Interpretable confidence measures for decision support systems

Jasper van der Waa*, Tjeerd Schoonderwoerd, Jurriaan van Diggelen, Mark Neerincx

*Corresponding author for this work

Research output: Contribution to journalArticleScientificpeer-review

23 Citations (Scopus)
83 Downloads (Pure)


Decision support systems (DSS) have improved significantly but are more complex due to recent advances in Artificial Intelligence. Current XAI methods generate explanations on model behaviour to facilitate a user's understanding, which incites trust in the DSS. However, little focus has been on the development of methods that establish and convey a system's confidence in the advice that it provides. This paper presents a framework for Interpretable Confidence Measures (ICMs). We investigate what properties of a confidence measure are desirable and why, and how an ICM is interpreted by users. In several data sets and user experiments, we evaluate these ideas. The presented framework defines four properties: 1) accuracy or soundness, 2) transparency, 3) explainability and 4) predictability. These characteristics are realized by a case-based reasoning approach to confidence estimation. Example ICMs are proposed for -and evaluated on- multiple data sets. In addition, ICM was evaluated by performing two user experiments. The results show that ICM can be as accurate as other confidence measures, while behaving in a more predictable manner. Also, ICM's underlying idea of case-based reasoning enables generating explanations about the computation of the confidence value, and facilitates user's understandability of the algorithm.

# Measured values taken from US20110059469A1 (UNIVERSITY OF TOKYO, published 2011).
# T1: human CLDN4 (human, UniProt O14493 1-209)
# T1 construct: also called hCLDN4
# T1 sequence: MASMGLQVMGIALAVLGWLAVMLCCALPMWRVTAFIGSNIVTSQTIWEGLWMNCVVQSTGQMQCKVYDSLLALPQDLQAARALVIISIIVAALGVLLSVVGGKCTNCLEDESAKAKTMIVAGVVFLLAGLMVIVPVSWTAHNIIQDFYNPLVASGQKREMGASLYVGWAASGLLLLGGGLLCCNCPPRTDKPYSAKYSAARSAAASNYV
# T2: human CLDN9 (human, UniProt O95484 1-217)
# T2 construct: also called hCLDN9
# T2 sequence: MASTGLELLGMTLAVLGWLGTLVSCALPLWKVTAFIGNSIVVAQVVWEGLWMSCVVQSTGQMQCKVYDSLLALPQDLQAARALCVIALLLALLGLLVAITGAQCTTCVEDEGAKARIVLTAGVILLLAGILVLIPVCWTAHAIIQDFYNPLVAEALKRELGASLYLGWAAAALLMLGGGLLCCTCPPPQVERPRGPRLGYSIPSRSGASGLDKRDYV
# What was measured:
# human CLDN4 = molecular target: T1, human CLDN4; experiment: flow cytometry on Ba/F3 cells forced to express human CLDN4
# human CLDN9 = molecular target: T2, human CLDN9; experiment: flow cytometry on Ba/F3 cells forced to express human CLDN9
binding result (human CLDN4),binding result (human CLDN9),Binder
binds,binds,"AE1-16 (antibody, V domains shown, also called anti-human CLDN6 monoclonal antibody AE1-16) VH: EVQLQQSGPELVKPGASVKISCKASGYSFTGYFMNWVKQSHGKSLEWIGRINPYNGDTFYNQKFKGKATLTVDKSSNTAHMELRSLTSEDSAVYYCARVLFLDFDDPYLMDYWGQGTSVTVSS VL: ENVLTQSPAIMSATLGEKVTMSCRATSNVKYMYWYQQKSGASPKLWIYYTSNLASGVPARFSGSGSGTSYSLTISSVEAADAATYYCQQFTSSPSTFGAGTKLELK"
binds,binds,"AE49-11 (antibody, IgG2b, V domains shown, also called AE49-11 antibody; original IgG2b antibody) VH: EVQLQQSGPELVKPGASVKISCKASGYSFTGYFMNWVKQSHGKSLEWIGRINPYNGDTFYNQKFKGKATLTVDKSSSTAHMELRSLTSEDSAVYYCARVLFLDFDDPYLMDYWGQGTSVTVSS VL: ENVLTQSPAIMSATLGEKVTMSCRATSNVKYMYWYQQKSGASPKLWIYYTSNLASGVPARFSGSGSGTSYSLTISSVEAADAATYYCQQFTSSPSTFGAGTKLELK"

Original languageEnglish
Article number102493
Pages (from-to)1-11
Number of pages11
JournalInternational Journal of Human Computer Studies
Publication statusPublished - 2020


  • Artificial intelligence
  • Confidence
  • Decision support systems
  • Explainable AI
  • Interpretable
  • Interpretable machine learning
  • Machine learning
  • Transparency
  • Trust calibration
  • User study


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